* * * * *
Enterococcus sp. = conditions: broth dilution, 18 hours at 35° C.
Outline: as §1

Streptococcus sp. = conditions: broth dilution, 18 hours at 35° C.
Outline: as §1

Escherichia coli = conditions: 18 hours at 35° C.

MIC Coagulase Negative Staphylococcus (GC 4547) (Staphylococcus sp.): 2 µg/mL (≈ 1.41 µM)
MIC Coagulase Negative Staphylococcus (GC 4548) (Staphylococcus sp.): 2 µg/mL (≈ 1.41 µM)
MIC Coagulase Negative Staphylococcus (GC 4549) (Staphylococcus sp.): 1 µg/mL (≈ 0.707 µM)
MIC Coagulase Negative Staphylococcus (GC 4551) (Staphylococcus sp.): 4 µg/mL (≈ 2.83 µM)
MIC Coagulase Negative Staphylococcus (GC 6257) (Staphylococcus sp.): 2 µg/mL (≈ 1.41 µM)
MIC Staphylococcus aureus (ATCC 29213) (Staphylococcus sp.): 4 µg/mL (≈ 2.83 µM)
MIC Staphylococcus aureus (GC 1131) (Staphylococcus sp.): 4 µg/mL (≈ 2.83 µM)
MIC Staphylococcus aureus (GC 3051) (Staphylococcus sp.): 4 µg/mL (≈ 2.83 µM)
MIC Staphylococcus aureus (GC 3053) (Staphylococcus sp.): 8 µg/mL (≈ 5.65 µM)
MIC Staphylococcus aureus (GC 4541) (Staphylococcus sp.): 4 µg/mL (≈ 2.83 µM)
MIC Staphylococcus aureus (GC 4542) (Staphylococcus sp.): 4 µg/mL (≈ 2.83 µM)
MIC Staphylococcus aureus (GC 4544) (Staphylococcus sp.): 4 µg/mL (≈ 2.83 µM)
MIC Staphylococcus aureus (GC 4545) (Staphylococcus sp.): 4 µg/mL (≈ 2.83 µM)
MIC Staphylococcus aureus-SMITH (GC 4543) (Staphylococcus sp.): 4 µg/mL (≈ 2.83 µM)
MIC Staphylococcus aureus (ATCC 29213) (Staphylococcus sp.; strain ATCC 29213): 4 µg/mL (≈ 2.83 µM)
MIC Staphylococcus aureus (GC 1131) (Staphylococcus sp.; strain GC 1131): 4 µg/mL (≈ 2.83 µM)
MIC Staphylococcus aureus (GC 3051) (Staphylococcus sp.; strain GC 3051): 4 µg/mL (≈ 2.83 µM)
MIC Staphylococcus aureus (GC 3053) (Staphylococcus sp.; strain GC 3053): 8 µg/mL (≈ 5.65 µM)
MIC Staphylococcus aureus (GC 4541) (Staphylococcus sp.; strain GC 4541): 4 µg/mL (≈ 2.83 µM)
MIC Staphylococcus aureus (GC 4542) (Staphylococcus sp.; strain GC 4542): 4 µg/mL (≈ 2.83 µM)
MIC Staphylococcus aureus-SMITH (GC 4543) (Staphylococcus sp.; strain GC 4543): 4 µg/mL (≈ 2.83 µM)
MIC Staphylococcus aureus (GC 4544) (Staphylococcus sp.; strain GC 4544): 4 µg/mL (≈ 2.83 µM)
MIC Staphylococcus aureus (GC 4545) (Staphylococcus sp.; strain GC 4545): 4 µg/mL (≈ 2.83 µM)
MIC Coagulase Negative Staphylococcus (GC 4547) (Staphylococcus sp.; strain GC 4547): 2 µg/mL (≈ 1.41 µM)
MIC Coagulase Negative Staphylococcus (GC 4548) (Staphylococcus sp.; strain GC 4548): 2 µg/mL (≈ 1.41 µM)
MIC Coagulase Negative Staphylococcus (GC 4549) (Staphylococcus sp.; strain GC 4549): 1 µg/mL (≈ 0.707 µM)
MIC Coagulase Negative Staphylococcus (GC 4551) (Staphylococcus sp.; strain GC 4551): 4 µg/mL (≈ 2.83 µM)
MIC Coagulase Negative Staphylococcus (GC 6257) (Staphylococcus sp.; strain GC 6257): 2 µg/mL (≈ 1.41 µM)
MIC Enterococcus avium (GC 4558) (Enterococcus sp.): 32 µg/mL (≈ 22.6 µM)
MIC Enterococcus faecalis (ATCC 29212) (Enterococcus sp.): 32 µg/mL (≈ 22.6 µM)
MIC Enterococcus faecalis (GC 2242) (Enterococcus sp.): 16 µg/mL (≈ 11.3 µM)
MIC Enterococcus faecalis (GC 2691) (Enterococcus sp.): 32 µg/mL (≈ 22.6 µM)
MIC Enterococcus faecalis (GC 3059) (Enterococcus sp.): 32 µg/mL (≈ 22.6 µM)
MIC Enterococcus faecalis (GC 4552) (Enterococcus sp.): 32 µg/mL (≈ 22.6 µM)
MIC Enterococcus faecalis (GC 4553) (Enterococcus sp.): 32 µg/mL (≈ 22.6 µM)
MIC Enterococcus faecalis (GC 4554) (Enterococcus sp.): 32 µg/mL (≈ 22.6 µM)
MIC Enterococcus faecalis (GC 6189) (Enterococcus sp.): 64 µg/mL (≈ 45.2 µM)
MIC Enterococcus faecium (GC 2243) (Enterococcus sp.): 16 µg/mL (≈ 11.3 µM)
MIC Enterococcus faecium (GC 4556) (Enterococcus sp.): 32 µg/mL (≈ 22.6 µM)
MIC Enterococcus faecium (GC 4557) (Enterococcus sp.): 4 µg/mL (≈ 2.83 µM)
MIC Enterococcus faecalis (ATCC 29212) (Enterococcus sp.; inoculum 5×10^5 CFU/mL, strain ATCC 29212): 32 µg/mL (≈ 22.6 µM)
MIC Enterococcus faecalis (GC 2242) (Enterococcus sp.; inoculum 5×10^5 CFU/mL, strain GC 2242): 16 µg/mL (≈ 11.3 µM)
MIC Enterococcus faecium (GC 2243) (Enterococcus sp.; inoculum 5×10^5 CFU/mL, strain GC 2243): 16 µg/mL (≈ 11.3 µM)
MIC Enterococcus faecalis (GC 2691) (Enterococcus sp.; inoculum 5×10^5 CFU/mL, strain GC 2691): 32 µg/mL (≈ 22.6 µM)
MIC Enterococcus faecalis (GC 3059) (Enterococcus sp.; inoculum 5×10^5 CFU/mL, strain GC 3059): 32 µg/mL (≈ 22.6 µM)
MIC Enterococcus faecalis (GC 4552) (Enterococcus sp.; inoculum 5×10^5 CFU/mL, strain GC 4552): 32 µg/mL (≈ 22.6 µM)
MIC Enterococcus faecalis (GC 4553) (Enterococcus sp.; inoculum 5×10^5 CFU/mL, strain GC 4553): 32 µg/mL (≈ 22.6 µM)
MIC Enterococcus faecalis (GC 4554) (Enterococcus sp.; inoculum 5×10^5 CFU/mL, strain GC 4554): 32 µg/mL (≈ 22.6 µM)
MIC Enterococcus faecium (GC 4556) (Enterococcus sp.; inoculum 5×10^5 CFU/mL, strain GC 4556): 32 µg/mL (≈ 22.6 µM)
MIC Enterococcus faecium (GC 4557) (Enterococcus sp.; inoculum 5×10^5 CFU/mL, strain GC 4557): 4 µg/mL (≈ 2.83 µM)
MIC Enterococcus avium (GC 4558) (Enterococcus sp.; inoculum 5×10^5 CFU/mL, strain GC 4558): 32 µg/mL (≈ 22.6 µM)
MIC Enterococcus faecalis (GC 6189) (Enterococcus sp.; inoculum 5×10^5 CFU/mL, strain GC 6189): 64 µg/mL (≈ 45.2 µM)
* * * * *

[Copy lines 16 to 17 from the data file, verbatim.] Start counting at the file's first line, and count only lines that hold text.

MIC Staphylococcus aureus (GC 4542) (Staphylococcus sp.): 4 µg/mL (≈ 2.83 µM)
MIC Staphylococcus aureus (GC 4544) (Staphylococcus sp.): 4 µg/mL (≈ 2.83 µM)